Philadelphia CBP Intercepts Two Destructive Insect Species New to the United States
Agriculture Specialists Also Intercept Two Local First Finds
PHILADELPHIA – Two recent insect pest interceptions on imported produce earned U.S. Customs and Border Protection agriculture specialists in Philadelphia the distinction of being the first in the United States to discover these species of weevil and grasshopper.
That distinction was confirmed Monday by a national U.S. Department of Agriculture (USDA) entomologist. The entomologist also confirmed Monday that two additional insect pest interceptions – a leaf beetle and a seed beetle – are the first documented discoveries of their kind in the Delaware Valley.
The two first-in-nation interceptions include:
- Ampeloglypter sp. (Curculionidae), a species of weevil, intercepted in a shipment of Costa Rica pineapples that arrived in Gloucester City, N.J., May 12. Weevils belonging to the genus Ampeloglypter are known as agricultural pests of grape vines and other plants.
- Metaleptea adspersa (Acrididae), a species of grasshopper, intercepted in a shipment of Colombia plantains May 15 and again May 22. Grasshoppers are major pests in arid lands and prairies and primarily feed on grains, pasture, and vegetable crops.
The two first-in-port interceptions include:
- Pyrrhalta sp. (Chrysomelidae), a leaf beetle, on a shipment of Costa Rica pineapples in Eddystone, Pa., May 6. A number of Pyrrhalta leaf beetle species are considered agricultural pests with the potential to cause significant damage to native and cultivated plants.
- Amblycerus sp. (Chrysomelidae), a seed beetle, on a shipment of Costa Rico pineapples in Philadelphia May 15. Amblycerus sp. (Chrysomelidae) seed beetles are known as agricultural pests of plant seeds.
CBP issued Emergency Action Notifications to require all of the shipments except the plantains to be fumigated. The plantains were released.
The produce was destined to distributors in Florida and Oregon.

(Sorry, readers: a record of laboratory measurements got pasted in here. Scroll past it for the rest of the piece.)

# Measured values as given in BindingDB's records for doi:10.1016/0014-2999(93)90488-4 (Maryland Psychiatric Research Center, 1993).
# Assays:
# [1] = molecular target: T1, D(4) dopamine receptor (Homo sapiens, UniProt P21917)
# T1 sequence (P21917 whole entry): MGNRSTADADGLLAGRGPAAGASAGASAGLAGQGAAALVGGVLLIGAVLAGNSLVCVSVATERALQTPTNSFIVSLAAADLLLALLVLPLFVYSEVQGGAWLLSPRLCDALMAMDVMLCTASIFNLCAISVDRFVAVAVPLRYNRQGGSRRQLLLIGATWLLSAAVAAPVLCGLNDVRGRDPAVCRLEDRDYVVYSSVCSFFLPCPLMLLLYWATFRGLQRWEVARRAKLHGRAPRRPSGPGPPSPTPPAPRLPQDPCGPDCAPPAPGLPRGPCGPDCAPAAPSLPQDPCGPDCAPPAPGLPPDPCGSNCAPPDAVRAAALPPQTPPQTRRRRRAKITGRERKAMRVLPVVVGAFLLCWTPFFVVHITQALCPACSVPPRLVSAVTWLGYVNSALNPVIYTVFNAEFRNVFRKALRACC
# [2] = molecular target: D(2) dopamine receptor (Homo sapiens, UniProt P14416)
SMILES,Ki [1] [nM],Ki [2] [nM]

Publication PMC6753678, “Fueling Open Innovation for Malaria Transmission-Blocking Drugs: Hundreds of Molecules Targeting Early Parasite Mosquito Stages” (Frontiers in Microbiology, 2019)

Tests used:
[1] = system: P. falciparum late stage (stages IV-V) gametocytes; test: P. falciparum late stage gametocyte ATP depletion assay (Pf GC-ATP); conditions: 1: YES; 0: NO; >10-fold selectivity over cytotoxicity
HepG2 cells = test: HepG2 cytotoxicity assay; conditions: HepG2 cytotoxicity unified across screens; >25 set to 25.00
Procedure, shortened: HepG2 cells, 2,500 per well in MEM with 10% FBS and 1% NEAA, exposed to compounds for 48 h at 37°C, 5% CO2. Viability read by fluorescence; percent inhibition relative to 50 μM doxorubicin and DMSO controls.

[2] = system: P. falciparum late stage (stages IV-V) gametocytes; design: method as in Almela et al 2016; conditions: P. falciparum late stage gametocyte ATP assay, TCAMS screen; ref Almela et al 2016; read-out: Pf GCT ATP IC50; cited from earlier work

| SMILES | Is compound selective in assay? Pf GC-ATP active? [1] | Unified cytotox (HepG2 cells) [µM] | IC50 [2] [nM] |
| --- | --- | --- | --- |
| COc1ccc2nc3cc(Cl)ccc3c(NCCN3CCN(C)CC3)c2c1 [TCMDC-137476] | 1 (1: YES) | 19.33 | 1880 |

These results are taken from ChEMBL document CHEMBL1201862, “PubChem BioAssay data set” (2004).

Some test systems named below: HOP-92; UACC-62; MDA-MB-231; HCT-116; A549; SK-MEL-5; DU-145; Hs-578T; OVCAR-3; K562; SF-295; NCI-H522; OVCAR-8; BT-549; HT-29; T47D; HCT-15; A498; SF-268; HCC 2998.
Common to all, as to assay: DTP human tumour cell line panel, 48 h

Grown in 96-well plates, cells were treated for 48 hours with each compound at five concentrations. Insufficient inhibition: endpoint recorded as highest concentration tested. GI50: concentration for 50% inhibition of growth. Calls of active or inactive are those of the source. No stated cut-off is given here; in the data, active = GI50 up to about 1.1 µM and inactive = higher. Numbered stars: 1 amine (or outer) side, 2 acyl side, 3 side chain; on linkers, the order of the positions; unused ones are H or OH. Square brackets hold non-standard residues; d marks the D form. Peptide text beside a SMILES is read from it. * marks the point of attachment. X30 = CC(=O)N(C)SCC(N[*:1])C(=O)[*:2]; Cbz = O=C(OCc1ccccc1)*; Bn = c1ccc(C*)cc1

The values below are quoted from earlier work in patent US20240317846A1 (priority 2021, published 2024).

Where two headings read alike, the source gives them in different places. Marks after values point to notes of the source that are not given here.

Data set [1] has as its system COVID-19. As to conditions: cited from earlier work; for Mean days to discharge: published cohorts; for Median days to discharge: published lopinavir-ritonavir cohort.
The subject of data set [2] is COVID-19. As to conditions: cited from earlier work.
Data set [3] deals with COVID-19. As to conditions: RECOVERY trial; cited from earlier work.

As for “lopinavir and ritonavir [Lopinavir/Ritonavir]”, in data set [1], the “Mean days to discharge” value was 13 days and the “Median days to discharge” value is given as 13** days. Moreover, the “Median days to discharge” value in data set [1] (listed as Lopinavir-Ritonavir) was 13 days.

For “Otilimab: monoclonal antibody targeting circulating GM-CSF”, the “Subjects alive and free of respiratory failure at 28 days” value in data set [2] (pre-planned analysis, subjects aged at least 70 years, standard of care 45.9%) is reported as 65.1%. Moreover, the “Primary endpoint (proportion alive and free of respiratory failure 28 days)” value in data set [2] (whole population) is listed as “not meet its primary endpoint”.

Invasive species in general cause an estimated $136 billion in lost agriculture revenue annually. Visit USDA National Invasive Species for more information on invasive threats to U.S. agriculture.
CBP agriculture specialists have extensive training and experience in the biological sciences, risk analysis, and in imported agriculture inspection techniques. CBP agriculture specialists are the first line of defense in the protection of U.S. agriculture, forest and livestock industries from exotic destructive plant pests and animal diseases.
“Protecting America’s agriculture against destructive insect pests is of paramount concern to U.S. Customs and Border Protection, and being recognized for two first-in-nation pest interceptions is rewarding,” said Susan Stranieri, CBP Port Director for the Area Port of Philadelphia. “CBP agriculture specialists are very serious about their mission, and quietly carry out their important work every day.”
On a typical day nationally, they inspect over 1 million people as well as air and sea cargo imported to the United States and intercept 4,447 prohibited meat, plant materials or animal products, including 425 agriculture pests and diseases.
Please visit CBP’s Agriculture Protection webpage to learn how CBP safeguards our nation’s economy by protecting our agriculture industries.
CBP agriculture specialists work closely with USDA’s, Animal and Plant Health Inspection Service (APHIS), Plant Protection and Quarantine (PPQ) to protect our nation’s agriculture resources against the introduction of foreign plants, plant pests, and animal diseases.
Read more about the USDA’s APHIS, PPQ program.
U.S. Customs and Border Protection is the unified border agency within the Department of Homeland Security charged with the management, control and protection of our nation's borders at and between the official ports of entry. CBP is charged with keeping terrorists and terrorist weapons out of the country while enforcing hundreds of U.S. laws.